Fatigue in the workplace is as important as monitoring as drug and alcohol use for three key reasons:
- Shift workers are always susceptible to fatigue symptoms. Fatigue cannot be eliminated from shift work.
- Unlike discretionary drug and alcohol use, proper sleep is not always possible.
- Fatigue can affect brain function similar to alcohol intoxication, resulting in impaired judgment and a variety of other cognitive effects symptoms. This may culminate in a fatigued employee judging his or her own fatigue as less severe than it really is.
Conclusion: Why Measuring & Managing Fatigue Is Essential
- When asked about their experience using the fatigue management system, 84% of workers and supervisors agreed that fatigue risk monitoring increased their awareness of job safety and performance.
- In addition, 80% of workers and supervisors agreed that fatigue risk management increased their ability to manage their own fatigue levels at work.
- Plus, 94% of workers thought that monitoring fatigue risk would help managers and supervisors understand the workforce better and help to improve their working conditions, and
- 96% of workers reported feeling better about their work environment knowing that their co-workers were being monitored for alertness/fatigue.
Fatigue is both a personal and occupational risk factor.
It is a complex mental state characterized by a lack of alertness and reduced mental and physical performance often accompanied by drowsiness. It is associated with spending long hours awake, an inadequate amount of sleep over an extended period or an insufficient quality of sleep, high physical and mental loads, and a number of non-work-related factors.
From a practical viewpoint, it is doubtful that fatigue in the workplace can be eliminated altogether, but it certainly can be controlled and mitigated through proper management.
Fatigue management is a shared responsibility between the organization and its employees, and all stakeholders should participate in order to provide the safest and healthiest working environment possible. To achieve this, a holistic approach based on best practices is required.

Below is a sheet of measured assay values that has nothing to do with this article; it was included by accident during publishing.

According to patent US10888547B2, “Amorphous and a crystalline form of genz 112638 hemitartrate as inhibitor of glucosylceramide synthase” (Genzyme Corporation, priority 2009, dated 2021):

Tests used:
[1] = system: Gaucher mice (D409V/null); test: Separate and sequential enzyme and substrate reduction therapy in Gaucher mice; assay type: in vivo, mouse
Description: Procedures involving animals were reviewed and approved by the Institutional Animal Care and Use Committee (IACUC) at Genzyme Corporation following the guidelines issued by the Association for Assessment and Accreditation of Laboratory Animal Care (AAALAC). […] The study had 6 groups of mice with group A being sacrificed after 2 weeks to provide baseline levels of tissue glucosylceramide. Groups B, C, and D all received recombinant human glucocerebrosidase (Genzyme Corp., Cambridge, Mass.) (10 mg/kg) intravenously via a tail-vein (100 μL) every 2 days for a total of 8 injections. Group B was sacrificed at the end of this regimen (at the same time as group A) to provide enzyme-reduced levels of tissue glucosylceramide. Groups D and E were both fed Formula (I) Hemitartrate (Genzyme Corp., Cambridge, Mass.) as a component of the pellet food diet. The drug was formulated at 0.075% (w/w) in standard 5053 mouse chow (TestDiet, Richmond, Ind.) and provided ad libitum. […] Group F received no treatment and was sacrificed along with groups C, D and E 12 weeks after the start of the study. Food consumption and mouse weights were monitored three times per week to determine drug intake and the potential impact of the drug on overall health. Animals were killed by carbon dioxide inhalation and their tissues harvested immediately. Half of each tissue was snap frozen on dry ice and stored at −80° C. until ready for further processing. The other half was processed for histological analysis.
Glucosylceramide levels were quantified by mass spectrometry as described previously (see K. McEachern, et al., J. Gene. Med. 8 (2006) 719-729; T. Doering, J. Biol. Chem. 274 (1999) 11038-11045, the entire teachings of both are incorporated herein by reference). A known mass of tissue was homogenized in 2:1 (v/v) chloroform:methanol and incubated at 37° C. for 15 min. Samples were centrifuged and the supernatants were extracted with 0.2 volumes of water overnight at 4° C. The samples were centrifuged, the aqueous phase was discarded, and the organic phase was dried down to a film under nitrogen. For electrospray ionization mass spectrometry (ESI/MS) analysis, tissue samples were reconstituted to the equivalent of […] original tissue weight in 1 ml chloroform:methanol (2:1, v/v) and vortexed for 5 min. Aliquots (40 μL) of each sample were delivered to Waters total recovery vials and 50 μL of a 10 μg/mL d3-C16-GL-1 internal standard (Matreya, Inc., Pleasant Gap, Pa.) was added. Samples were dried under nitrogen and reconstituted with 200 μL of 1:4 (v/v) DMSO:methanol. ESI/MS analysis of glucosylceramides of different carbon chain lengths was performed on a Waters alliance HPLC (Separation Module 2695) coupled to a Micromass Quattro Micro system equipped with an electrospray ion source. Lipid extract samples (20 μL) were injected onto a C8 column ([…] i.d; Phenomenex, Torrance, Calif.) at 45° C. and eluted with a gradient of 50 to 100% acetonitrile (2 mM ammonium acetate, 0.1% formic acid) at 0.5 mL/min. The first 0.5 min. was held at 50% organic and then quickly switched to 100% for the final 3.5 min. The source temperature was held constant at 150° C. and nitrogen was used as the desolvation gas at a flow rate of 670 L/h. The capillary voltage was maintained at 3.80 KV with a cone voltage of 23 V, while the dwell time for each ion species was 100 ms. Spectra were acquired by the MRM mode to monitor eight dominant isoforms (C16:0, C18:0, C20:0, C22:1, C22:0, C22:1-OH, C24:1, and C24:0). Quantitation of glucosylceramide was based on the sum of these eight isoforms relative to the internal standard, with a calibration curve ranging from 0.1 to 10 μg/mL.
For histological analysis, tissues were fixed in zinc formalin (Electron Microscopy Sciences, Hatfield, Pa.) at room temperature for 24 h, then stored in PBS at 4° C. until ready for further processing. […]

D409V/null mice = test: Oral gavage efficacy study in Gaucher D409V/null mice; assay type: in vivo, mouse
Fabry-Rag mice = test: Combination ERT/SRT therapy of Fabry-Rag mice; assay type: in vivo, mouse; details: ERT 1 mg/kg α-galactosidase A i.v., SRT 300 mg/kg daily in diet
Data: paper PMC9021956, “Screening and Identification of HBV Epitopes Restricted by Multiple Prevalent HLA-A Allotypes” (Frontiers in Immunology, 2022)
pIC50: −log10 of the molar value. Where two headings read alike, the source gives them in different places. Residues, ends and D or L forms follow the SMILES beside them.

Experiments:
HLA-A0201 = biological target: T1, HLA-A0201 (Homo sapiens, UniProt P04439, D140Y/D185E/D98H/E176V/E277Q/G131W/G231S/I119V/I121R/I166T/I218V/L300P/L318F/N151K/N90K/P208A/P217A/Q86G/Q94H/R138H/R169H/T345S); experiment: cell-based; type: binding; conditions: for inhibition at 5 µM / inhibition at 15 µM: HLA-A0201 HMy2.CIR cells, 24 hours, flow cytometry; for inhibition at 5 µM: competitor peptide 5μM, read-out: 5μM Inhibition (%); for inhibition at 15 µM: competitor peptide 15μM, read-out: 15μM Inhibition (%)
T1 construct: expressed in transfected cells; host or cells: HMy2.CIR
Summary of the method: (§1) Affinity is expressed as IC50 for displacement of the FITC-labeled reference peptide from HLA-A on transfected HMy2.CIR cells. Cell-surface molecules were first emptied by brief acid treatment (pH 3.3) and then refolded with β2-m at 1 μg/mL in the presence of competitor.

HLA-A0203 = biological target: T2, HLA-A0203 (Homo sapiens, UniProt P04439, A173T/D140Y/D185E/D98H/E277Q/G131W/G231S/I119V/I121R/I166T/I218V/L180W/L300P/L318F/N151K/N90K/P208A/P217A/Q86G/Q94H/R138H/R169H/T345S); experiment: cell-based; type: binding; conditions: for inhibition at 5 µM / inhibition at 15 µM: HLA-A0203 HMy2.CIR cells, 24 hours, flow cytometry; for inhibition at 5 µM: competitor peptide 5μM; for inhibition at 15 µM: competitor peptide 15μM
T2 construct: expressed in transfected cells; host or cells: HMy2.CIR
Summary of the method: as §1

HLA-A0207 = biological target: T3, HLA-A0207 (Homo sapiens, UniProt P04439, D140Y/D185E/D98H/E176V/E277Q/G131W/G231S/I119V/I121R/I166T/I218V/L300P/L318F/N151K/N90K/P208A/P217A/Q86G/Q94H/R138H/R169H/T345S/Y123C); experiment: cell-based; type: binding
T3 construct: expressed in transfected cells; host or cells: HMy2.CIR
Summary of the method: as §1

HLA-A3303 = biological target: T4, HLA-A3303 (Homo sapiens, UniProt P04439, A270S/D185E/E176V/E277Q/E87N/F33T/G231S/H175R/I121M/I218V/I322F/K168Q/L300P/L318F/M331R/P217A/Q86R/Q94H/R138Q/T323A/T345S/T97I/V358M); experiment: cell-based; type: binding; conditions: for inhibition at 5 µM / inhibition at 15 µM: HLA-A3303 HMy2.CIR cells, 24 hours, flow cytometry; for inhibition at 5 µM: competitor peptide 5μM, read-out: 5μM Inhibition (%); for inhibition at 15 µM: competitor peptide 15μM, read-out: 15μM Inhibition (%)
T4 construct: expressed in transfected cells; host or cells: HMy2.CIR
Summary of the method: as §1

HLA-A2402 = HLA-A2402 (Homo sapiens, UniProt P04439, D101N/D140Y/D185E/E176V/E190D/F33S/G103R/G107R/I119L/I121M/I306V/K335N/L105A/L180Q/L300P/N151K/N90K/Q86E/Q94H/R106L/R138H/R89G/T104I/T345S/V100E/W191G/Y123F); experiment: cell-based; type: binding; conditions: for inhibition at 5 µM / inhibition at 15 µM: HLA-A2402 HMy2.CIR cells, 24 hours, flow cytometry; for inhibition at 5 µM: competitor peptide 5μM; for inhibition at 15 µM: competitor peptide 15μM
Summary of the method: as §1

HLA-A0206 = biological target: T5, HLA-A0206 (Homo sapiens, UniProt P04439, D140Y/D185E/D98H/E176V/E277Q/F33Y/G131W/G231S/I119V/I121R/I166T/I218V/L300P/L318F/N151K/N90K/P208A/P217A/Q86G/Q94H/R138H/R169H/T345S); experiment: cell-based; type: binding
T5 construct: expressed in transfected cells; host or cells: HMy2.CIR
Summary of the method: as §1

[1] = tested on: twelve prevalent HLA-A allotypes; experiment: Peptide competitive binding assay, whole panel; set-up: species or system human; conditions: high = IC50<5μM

To learn more about shift scheduling, real-time fatigue detection, and predictive fatigue software, schedule a demo below:
1. Schutte, P.C. (2009). Fatigue risk management: Charting a path to a safer workplace. The Southern African Institute of Mining and Metallurgy, Hard Rock Safe Safety Conference: Sun City, South Africa.
2. Harrington, J.M. (2001). Health effects of shift work and extended hours of work. Occupational and Environmental Medicine 58(1):68–72.
3. Van Dongen, H.P.A. & Dinges, D.F. (2005). Sleep, circadian rhythms, and psychomotor vigilance. Clinics in Sports Medicine 24(2): 237–249. doi:10.1016/j.csm.2004.12.007
4. Caldwell, J.A., Caldwell, J.L., & Schmidt, R.M. (2008). Alertness management strategies for operational contexts. Sleep Medicine Reviews 12(4): 257–273. doi:10.1016/j. smrv.2008.01.002
5. Quality improvement model. (n.d.). Purdue University. Retrieved from https://www.stat.purdue.edu/~kuczek/stat513/SPC Course Slides/11-Quality Improvement Model.ppt
6. Heitmann, A. (2011). Evaluation of fatigue systems. Awake Institute.
7. Pelders, J., & Nelson, G. (2019). Contributors to Fatigue of Mine Workers in the South African Gold and Platinum Sector. Safety and health at work, 10(2), 188–195. https://doi.org/10.1016/j.shaw.2018.12.002